Consumers are aware and ready for change, now is the time for the right policies towards sustainable cooling
The aggregated nationwide cooling demand is projected to grow around 8 times by 2037-38 from the 2017-18 baseline. This makes sustainable cooling imperative. India is the first nation in the world to create an integrated action plan for cooling – the exhaustive India Cooling Action Plan (ICAP) -- and seeks to make cooling greener and more energy efficient. One of the key focus of ICAP is the further development and use of a robust mix of cooling technology, including the use of energy-efficient appliances. Energy efficiency has been making inroads into an array of sectors in India and has had significant impact, both in terms of emission reduction and avoidance of power demand. In fact, according to a Lawrence Berkeley National Laboratory (LBNL) estimate, if India’s ACs improve in average efficiency by 30% from 2015 levels, it can reduce the annual CO2 emissions by approximately 180 million metric tons per year – this is equivalent to about 10% of India’s total CO2 emissions reductions goals stipulated in the Paris Agreement Nationally Determined Contribution (NDC).
The primary stakeholder who can help India achieve its ambitious cooling goals is the consumer. An increased adoption of eco-friendly and energy efficient cooling alternatives by the consumers will cascade into environmental benefits at the national level. However, is important to understand the psyche and motivation of this key stakeholder, in a bid to fine tune policymaking in the sector. With this backdrop, a pivotal session was organised by TERI during its flagship World Sustainable Development Summit (WSDS – 2020), titled "SMART policy levers for achieving sustainable cooling".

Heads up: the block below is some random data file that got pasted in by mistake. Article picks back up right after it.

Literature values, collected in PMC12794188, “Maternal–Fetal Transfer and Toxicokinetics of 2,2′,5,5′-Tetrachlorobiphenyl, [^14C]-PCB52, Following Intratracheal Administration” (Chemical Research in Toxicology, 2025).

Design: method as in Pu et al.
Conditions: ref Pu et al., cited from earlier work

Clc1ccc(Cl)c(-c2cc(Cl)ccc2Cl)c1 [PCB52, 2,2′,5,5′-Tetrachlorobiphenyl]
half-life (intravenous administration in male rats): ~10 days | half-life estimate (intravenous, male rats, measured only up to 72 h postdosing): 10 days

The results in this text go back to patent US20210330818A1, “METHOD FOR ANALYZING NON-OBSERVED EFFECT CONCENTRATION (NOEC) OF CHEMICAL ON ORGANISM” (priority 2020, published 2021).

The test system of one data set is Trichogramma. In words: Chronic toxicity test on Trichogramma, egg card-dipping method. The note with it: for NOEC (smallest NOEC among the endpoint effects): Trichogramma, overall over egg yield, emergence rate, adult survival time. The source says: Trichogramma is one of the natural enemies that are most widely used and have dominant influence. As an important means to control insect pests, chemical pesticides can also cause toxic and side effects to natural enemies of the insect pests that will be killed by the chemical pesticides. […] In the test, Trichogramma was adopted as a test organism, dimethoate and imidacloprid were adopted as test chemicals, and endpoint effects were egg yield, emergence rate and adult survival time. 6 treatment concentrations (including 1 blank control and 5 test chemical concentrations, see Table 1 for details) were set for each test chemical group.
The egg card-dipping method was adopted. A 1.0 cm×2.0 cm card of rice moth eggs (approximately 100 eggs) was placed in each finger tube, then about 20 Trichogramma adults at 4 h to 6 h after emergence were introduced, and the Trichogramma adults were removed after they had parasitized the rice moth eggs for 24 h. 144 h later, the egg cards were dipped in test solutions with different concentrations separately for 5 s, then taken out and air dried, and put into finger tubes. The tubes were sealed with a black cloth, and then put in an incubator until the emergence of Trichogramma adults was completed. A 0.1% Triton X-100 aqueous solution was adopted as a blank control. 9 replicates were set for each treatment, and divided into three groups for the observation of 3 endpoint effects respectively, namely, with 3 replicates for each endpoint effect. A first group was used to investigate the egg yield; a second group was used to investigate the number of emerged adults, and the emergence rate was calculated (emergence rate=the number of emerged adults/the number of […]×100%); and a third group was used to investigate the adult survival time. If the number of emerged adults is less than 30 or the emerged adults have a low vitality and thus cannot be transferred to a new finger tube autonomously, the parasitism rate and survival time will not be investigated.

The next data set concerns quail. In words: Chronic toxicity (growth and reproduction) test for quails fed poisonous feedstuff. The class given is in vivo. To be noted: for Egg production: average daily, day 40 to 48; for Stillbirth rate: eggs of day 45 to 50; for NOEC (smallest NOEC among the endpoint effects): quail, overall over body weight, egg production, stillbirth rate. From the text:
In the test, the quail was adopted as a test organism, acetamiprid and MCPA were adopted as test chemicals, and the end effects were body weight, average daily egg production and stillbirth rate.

The survey findings also highlighted that informal training still drove significant part of servicing workforce and that the technicians are aware that better training opens up better economic opportunity. Mr. Rangarajan highlighted that according to the survey, policymakers seek better awareness and cooperation across the value chain and believe that there is a gap between the policies being framed and awareness among consumers. He charted the future roadmap by emphasising on the need for collaboration across all the stakeholders and suggested market mechanisms such as economies of scale and market aggregation to bring down the cost of new technologies. This will make adoption of new technology seamless. Better training for the technicians, along with better communication across the value chain were also highlighted as the imperatives.
Dr. Amit Love, Ozone Cell (MoEF&CC), remarked that behaviour studies such as the one undertaken by TERI can be the guiding forces and spoke about the need to find the barriers to communication that have to be overcome from a policymaking point of view. Arijit Sengupta, Director, Bureau of Energy Efficiency, too, brought into spotlight the role of energy efficiency in the cooling sector and spoke about the immense impact of the star labelling programme of BEE. He remarked, "As India grows economically, it will still depend on fossil fuels for the next few years, but great strides have been made in shifting towards energy efficiency and renewable power."
Dana Purcarescu, Deputy Head of Mission, Embassy of France, provided a global perspective and hailed India as a first mover in sustainable cooling. She also said the world can glean significant learnings from the India blueprint.
Ulka Kelkar, Director, Climate at WRI India, said we need to broaden our horizons to look beyond just energy efficiency and look at reducing the demand of cooling as well. She spoke about behavioral biases that exist, that need to be considered while formulating policy. Thus, it is pivotal to study perception and behavior of consumers and other stake holders. It can help shape impactful policy decisions in the cooling sector. As Mr. Rangarajan rightly surmised it: "Change is imminent, just the method and pace have to be decided."